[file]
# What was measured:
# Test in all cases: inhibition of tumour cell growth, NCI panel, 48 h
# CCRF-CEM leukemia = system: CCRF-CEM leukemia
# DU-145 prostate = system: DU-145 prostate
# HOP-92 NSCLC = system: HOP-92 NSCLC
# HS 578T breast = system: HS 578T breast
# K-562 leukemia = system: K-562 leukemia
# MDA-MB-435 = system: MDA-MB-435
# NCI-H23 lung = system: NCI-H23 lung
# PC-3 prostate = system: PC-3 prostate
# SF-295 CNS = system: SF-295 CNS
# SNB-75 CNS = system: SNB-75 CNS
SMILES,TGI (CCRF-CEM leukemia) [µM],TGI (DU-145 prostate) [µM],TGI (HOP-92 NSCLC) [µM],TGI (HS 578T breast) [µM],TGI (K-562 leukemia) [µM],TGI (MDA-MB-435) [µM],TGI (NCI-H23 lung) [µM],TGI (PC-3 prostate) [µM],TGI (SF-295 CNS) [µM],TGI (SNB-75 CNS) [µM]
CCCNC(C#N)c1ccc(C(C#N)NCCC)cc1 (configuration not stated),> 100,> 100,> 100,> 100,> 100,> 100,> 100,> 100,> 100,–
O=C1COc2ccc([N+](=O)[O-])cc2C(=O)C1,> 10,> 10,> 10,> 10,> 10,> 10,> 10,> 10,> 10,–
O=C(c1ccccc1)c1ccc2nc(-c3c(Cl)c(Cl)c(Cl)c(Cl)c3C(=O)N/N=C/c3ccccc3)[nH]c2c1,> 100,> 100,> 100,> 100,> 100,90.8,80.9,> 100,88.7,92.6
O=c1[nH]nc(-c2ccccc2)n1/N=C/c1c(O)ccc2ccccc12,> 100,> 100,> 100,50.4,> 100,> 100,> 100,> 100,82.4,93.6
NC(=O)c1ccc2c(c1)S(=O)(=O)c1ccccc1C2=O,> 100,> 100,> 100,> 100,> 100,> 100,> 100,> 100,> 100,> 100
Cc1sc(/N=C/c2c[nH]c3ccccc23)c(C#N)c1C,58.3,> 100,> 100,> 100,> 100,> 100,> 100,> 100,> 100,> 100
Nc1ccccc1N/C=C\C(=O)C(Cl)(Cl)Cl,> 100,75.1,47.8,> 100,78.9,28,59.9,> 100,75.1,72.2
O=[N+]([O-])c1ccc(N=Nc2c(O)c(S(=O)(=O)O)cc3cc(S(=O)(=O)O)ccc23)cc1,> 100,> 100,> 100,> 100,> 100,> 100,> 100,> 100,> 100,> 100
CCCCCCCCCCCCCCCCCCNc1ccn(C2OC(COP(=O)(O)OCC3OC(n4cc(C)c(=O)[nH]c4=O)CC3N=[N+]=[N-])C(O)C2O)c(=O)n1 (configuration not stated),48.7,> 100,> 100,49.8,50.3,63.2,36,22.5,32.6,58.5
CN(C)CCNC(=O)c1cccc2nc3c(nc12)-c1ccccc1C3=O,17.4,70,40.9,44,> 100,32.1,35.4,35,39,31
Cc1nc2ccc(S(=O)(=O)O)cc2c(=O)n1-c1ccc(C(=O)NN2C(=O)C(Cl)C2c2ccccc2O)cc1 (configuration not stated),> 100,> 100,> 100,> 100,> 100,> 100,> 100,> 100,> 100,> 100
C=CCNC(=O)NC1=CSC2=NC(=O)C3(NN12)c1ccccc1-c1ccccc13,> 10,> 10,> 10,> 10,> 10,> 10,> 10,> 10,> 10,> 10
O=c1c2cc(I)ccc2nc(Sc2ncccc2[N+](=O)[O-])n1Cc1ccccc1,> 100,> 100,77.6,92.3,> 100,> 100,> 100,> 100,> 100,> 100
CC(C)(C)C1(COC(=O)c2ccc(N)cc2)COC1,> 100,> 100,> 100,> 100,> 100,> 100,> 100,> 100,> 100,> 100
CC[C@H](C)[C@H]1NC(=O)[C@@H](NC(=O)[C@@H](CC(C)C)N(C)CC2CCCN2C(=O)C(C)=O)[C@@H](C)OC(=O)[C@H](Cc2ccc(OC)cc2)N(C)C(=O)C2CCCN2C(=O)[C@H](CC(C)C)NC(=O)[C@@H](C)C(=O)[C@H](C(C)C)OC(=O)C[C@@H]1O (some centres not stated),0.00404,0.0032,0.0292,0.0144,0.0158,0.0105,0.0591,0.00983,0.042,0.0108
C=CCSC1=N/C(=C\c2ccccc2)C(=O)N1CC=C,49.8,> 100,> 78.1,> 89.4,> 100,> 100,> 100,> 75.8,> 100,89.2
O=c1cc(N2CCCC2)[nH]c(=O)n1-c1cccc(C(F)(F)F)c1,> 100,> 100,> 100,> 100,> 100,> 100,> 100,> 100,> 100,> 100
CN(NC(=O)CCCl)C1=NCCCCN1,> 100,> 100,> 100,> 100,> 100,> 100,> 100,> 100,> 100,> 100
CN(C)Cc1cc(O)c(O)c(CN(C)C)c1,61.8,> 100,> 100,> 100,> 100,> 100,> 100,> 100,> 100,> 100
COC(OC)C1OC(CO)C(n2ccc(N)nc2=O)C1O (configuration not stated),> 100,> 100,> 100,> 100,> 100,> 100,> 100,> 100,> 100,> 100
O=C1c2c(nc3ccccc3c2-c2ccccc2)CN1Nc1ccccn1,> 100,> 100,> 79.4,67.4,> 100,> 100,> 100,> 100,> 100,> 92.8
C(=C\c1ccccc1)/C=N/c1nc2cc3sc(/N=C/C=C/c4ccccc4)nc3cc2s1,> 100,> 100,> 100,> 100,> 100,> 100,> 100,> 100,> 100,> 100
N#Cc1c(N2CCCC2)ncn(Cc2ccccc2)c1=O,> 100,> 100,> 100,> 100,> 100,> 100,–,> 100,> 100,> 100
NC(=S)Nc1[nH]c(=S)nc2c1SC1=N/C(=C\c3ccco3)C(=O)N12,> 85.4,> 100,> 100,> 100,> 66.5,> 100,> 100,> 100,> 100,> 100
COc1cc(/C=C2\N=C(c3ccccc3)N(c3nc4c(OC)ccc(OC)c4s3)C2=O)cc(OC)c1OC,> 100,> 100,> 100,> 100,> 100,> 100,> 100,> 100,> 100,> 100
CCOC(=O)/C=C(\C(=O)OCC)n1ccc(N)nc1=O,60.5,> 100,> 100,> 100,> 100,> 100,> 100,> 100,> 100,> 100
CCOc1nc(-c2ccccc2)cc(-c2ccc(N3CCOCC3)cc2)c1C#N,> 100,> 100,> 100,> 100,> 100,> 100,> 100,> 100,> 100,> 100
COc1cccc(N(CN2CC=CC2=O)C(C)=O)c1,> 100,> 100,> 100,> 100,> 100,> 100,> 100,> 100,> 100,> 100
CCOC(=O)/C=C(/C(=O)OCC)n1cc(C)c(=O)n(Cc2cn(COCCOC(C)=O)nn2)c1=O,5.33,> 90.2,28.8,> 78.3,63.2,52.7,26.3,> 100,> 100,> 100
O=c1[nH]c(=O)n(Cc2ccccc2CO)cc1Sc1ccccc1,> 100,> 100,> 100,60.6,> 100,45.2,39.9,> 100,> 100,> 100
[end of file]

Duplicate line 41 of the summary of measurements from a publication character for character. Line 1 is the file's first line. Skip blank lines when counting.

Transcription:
COc1cccc(N(CN2CC=CC2=O)C(C)=O)c1,> 100,> 100,> 100,> 100,> 100,> 100,> 100,> 100,> 100,> 100